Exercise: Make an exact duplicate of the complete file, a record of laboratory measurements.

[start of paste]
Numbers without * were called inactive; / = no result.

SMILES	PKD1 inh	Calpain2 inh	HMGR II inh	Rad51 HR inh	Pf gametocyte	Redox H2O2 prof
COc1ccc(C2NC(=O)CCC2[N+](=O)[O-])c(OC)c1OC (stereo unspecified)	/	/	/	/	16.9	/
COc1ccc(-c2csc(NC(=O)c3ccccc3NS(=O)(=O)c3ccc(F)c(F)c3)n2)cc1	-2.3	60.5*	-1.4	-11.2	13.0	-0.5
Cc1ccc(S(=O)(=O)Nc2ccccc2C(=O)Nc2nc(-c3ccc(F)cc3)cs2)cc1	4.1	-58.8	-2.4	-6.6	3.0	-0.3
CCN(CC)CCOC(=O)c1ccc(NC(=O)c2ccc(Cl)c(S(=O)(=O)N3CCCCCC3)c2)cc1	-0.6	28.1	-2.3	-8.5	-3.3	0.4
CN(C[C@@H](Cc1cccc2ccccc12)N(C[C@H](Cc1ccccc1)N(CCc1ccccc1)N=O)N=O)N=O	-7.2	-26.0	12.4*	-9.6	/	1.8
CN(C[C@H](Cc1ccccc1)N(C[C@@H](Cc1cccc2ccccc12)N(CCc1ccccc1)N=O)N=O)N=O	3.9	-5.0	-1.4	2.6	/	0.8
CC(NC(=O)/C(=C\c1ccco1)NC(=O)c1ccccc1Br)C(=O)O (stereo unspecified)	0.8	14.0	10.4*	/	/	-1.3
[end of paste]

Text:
Numbers without * were called inactive; / = no result.

SMILES	PKD1 inh	Calpain2 inh	HMGR II inh	Rad51 HR inh	Pf gametocyte	Redox H2O2 prof
COc1ccc(C2NC(=O)CCC2[N+](=O)[O-])c(OC)c1OC (stereo unspecified)	/	/	/	/	16.9	/
COc1ccc(-c2csc(NC(=O)c3ccccc3NS(=O)(=O)c3ccc(F)c(F)c3)n2)cc1	-2.3	60.5*	-1.4	-11.2	13.0	-0.5
Cc1ccc(S(=O)(=O)Nc2ccccc2C(=O)Nc2nc(-c3ccc(F)cc3)cs2)cc1	4.1	-58.8	-2.4	-6.6	3.0	-0.3
CCN(CC)CCOC(=O)c1ccc(NC(=O)c2ccc(Cl)c(S(=O)(=O)N3CCCCCC3)c2)cc1	-0.6	28.1	-2.3	-8.5	-3.3	0.4
CN(C[C@@H](Cc1cccc2ccccc12)N(C[C@H](Cc1ccccc1)N(CCc1ccccc1)N=O)N=O)N=O	-7.2	-26.0	12.4*	-9.6	/	1.8
CN(C[C@H](Cc1ccccc1)N(C[C@@H](Cc1cccc2ccccc12)N(CCc1ccccc1)N=O)N=O)N=O	3.9	-5.0	-1.4	2.6	/	0.8
CC(NC(=O)/C(=C\c1ccco1)NC(=O)c1ccccc1Br)C(=O)O (stereo unspecified)	0.8	14.0	10.4*	/	/	-1.3